Both teams got to show off plenty of success on Monday.

Prior to the halftime celebration, the Hillbillies built upon an 8-6 lead after one quarter to take a 20-12 lead to the break. Six Fredonia players registered a bucket in the first half: Julian Ocasio, Elijah Schrantz, Diego Brielo, Luke McKnatt, Austin Duliba, and Raylee Flanders.

“We were hitting shots. … It’s easy to build a lead if you’re making your shots,” said Fredonia head coach Carol Zirkle. “We have people who know how to get the ball to players who are open.”

The Hillbillies extended their lead to 36-18 after three quarters, but when it came time to close it out, the Black Knights would not go quietly. Behind 10 points in the fourth quarter from Jon Pilski, the Black Knights pulled to within six, 38-32, in the final minute of play. Fredonia, however, did manage to hold on to its sizable lead to escape Silver Creek with a victory.

Pilski led the Black Knights with 18 points on Monday. Also putting their names in the scorebook were Troy Cooper, Jake Schwab, Sabra Warner, Levi Lawton, and Colin Shumaker.

Silver Creek’s Troy Cooper smiles after taking a shot during Monday’s Unified basketball game against Fredonia.

But every bit as important as the points scored on Monday were the celebrations, as the packed gym erupted to celebrate big shots throughout the afternoon. The experience had a lasting impact on the players on the floor.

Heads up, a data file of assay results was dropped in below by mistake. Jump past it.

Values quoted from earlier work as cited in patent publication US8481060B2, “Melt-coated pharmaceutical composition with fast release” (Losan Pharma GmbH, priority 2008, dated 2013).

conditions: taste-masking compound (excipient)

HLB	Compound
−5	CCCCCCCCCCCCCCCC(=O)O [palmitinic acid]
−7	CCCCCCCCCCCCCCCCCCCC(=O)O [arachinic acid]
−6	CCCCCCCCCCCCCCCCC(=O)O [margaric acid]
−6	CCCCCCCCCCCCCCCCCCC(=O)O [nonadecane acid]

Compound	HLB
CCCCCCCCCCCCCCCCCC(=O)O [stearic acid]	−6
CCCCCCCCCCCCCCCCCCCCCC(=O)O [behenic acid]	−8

“I just like giving joy to people that don’t usually get (the spotlight) … I just try to make everyone as happy as possible,” said Black Knights senior David Barrett.

A varsity athlete in multiple sports and a basketball player since seventh grade, Barrett wanted to join Unified basketball for his senior year to play alongside his friend, Christopher Marsh, who is a Special Olympics athlete. Barrett said of the decision to join, “Why not do it with him to have fun?”

Johnson credited her team’s rebounding on Monday, along with an improvement in using the backboard and other fundamentals. “I was so impressed with how my kids were hustling today,” Johnson said.

Fredonia was led by Schrantz with 10 points, while McKnatt, Duliba, and Flanders each had six points.

“I was so nervous coaching. You walk in and you have hundreds of people here. It’s different than coaching at night,” Zirkle said.

The win for Zirkle’s Hillbillies stung a bit more because of family ties, as Johnson grew up rivals with the Zirkle family. Losing to a Zirkle was the one blemish on an otherwise shining day for Johnson and the Black Knights.

“Everybody cheered for everybody. Everybody had a wonderful time. We all left with smiles,” Johnson said. “… It was a wonderful experience.”

Zirkle highlighted the experience overall, rather than her team’s victory.

“You don’t understand until you see a game like this. For the student body to see this, it’s so important for them to understand the capabilities that everyone has, and how we can work together to celebrate everyone,” Zirkle said. “We’re trying to bring people together to celebrate what people can do.”